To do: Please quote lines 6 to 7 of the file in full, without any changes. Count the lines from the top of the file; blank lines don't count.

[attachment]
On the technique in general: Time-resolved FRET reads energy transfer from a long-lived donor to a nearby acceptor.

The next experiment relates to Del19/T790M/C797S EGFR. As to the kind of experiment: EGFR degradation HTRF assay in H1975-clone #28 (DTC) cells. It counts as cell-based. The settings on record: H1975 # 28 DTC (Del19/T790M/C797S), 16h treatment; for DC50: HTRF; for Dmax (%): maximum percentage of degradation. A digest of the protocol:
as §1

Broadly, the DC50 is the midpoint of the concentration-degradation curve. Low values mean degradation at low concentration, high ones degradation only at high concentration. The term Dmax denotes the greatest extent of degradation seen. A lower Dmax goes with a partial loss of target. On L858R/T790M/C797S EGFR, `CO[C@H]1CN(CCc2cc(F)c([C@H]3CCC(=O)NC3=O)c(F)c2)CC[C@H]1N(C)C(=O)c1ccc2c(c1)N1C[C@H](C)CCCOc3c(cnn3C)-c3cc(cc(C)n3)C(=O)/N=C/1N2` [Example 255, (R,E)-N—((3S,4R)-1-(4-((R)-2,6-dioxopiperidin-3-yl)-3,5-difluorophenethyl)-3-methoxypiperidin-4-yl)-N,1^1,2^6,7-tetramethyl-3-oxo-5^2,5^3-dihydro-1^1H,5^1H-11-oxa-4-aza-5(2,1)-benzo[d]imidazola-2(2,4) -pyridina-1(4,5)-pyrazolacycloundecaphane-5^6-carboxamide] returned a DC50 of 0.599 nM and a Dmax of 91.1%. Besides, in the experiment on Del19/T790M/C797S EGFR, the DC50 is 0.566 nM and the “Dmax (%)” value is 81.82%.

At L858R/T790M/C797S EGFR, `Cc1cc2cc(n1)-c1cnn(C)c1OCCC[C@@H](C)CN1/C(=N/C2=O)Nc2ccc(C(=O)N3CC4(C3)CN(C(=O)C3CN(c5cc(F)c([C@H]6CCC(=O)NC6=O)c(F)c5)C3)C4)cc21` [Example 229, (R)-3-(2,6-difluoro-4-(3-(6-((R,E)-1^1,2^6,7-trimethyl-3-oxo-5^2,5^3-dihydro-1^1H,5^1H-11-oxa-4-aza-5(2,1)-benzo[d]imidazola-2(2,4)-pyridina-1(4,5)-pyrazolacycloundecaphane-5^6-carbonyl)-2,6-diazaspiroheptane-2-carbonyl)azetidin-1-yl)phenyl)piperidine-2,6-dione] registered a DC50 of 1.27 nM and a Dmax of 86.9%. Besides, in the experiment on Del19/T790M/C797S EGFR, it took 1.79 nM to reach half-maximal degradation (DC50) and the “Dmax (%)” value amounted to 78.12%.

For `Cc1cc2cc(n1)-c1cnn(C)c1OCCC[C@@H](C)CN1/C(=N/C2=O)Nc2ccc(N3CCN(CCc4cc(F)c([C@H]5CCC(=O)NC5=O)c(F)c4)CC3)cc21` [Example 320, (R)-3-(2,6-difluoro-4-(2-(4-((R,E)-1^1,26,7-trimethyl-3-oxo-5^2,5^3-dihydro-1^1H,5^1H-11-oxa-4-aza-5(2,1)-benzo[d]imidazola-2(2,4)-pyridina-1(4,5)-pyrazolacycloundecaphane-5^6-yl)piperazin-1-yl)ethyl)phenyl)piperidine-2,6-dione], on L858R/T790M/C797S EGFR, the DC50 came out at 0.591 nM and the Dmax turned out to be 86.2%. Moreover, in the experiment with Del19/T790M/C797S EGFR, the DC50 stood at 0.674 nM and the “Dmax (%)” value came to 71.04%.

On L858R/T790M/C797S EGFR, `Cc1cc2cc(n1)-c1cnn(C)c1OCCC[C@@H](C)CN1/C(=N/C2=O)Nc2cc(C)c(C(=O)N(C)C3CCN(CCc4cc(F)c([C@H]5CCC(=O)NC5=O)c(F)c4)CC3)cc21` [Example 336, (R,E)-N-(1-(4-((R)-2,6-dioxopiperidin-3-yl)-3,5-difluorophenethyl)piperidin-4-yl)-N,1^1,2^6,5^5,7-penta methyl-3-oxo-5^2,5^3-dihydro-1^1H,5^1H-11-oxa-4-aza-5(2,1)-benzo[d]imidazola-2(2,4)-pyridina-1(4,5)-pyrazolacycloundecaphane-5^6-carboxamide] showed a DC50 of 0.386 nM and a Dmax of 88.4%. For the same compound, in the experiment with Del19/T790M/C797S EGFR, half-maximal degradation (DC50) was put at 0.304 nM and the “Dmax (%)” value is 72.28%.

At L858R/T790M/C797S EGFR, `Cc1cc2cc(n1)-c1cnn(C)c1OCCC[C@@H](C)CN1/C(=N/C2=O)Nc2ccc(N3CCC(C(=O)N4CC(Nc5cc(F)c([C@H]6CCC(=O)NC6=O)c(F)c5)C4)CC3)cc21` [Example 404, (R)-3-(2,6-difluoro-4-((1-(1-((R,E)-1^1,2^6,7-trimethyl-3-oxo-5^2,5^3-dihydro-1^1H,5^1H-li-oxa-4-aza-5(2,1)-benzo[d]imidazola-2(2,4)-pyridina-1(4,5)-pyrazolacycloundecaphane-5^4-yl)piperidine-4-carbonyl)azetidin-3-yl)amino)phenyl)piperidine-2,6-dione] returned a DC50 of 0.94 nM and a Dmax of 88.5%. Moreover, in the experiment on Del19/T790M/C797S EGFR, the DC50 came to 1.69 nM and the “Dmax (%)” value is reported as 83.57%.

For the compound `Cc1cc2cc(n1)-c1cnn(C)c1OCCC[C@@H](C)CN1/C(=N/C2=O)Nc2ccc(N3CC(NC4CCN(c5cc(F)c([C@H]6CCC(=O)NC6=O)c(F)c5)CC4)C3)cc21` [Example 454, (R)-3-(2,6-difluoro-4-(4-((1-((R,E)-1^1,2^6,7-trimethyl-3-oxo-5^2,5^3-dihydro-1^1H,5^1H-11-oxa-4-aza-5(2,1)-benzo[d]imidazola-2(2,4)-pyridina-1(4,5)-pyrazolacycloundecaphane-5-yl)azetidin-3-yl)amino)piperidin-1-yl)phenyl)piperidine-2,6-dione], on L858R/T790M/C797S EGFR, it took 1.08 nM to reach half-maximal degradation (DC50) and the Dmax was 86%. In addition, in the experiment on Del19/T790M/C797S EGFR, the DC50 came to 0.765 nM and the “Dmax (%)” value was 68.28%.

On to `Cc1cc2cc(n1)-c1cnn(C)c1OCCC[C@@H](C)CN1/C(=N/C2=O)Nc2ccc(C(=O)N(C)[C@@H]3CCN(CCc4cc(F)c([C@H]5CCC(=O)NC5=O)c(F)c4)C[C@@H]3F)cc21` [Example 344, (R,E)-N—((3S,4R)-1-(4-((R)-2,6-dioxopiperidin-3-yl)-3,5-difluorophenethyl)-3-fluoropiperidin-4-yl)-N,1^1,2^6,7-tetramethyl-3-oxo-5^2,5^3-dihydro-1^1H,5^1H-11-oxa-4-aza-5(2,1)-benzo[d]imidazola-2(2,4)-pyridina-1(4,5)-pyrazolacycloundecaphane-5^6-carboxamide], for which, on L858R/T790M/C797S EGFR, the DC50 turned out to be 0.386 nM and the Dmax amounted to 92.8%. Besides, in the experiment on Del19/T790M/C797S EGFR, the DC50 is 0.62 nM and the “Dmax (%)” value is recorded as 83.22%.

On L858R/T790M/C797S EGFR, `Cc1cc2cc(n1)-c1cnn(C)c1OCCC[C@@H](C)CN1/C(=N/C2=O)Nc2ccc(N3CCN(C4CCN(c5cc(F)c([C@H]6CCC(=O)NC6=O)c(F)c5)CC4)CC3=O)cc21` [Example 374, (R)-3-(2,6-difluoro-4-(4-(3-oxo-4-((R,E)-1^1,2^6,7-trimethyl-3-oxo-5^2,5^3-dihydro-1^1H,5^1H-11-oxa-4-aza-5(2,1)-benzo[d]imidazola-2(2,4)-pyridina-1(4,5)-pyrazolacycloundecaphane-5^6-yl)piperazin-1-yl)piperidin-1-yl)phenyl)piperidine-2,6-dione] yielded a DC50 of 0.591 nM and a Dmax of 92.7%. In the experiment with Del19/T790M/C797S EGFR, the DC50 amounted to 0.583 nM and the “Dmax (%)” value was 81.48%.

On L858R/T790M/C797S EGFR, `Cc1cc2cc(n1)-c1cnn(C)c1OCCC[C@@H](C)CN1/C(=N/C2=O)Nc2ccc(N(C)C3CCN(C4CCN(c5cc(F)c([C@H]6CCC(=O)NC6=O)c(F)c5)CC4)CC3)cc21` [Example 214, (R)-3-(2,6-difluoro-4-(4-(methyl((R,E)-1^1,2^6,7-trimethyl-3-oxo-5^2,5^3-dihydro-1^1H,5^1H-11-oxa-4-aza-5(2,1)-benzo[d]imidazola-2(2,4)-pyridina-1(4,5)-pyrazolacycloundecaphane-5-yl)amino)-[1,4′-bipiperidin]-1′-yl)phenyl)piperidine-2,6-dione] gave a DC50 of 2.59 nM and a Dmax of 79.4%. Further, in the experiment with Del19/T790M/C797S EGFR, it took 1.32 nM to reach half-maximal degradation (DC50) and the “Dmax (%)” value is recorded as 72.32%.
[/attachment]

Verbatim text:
For `Cc1cc2cc(n1)-c1cnn(C)c1OCCC[C@@H](C)CN1/C(=N/C2=O)Nc2ccc(N3CCN(CCc4cc(F)c([C@H]5CCC(=O)NC5=O)c(F)c4)CC3)cc21` [Example 320, (R)-3-(2,6-difluoro-4-(2-(4-((R,E)-1^1,26,7-trimethyl-3-oxo-5^2,5^3-dihydro-1^1H,5^1H-11-oxa-4-aza-5(2,1)-benzo[d]imidazola-2(2,4)-pyridina-1(4,5)-pyrazolacycloundecaphane-5^6-yl)piperazin-1-yl)ethyl)phenyl)piperidine-2,6-dione], on L858R/T790M/C797S EGFR, the DC50 came out at 0.591 nM and the Dmax turned out to be 86.2%. Moreover, in the experiment with Del19/T790M/C797S EGFR, the DC50 stood at 0.674 nM and the “Dmax (%)” value came to 71.04%.

On L858R/T790M/C797S EGFR, `Cc1cc2cc(n1)-c1cnn(C)c1OCCC[C@@H](C)CN1/C(=N/C2=O)Nc2cc(C)c(C(=O)N(C)C3CCN(CCc4cc(F)c([C@H]5CCC(=O)NC5=O)c(F)c4)CC3)cc21` [Example 336, (R,E)-N-(1-(4-((R)-2,6-dioxopiperidin-3-yl)-3,5-difluorophenethyl)piperidin-4-yl)-N,1^1,2^6,5^5,7-penta methyl-3-oxo-5^2,5^3-dihydro-1^1H,5^1H-11-oxa-4-aza-5(2,1)-benzo[d]imidazola-2(2,4)-pyridina-1(4,5)-pyrazolacycloundecaphane-5^6-carboxamide] showed a DC50 of 0.386 nM and a Dmax of 88.4%. For the same compound, in the experiment with Del19/T790M/C797S EGFR, half-maximal degradation (DC50) was put at 0.304 nM and the “Dmax (%)” value is 72.28%.